Shattered City, an epic two-part mini-series, dramatizes a compelling piece of Canadian history. It is the story of how a tragic incident at the height of the First World War became a living metaphor for the worldwide conflict, and how Halifax arose from the ashes after severe destruction and devastation. In the early hours of December 6, 1917, the Mont Blanc, a French-owned freighter loaded to the gunnel's with thousands of tons of TNT, collided with a Belgian relief ship and exploded in the Halifax Harbour. The explosion was so vast that it killed more than 2,000 people, injured 9,000 more and completely flattened two square kilometers of northern Halifax. The series settles mostly on one family, the Collins, who's eldest son Charlie, a captain in the Royal Canadian Army, who tries to find the rest of his family including his fatally injured father, as well as his mother, and other siblings among the rubble, and later finds himself as a lawyer defending the Mont Blanc's captain, Le ... Written by
As of June 2004, the Halifax Explosion still holds the record for being the largest man-made (though inadvertent), non-nuclear explosion in history. See more »
When the French captain and his crew are arrested, the Mountie determines that the captain is lying about being from Montreal by asking him who won last week's hockey game between Montreal and Toronto. When the captain guesses "Montreal", the Mountie draws his gun and says it was actually Detroit. This dialogue seems to be referring to the National Hockey League, which was formed the same year of the Halifax Explosion. Toronto and Montreal would have had NHL teams at that time, but Detroit didn't enter the league until 1926. (Although Detroit is known as an "Original Six" team, this actually refers to the six teams that comprised the NHL for several decades; the NHL was originally an all-Canadian league for back in 1917, there were no American hockey teams with the league.) See more »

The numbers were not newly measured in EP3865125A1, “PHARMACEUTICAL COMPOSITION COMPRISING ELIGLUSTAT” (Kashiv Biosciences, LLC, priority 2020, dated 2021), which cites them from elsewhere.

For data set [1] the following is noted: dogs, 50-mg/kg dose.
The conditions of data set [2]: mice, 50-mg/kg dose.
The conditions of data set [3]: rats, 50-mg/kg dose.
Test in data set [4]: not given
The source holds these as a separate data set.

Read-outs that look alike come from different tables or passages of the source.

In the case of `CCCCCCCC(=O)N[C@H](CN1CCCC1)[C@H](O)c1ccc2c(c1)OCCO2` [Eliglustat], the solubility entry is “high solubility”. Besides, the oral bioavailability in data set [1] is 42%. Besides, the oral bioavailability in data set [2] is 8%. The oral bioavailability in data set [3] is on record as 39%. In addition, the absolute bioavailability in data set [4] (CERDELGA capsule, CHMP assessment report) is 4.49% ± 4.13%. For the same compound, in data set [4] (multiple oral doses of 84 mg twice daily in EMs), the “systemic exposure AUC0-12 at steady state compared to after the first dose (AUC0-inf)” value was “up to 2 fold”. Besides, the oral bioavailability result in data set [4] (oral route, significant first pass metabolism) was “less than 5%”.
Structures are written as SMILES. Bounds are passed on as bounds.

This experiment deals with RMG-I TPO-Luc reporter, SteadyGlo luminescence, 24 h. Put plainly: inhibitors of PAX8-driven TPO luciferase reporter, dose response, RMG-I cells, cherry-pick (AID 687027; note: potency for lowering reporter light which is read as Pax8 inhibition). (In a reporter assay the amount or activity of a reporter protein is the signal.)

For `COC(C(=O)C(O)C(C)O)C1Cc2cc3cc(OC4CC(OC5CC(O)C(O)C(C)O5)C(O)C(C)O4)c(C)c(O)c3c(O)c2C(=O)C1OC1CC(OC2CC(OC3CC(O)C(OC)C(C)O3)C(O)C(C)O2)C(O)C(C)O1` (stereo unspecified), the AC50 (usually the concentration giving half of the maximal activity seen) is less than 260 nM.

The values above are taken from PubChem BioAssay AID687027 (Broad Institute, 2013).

This film is dedicated to the spirit and the memory of Constance "Connie" Bond Young August 9, 1911 - February 22, 2003 See more »
I have to thank CBC, actually, for making this movie. Before a visit to Halifax on the QE2, I had never heard of the Explosion (typical American - although, in fact, I'm Canadian-born). But even seeing the great memorial didn't really register the extent of the disaster until I saw the movie. Yes, characters were combined or fictionalized in some cases, but that is absolutely secondary to the portrayal of that horrific episode in Canadian history. The effects of the blast were particularly well done. I hope it plays again, as indeed it should every couple of years or so, to remind us all of both the losses and the bravery incurred that day.
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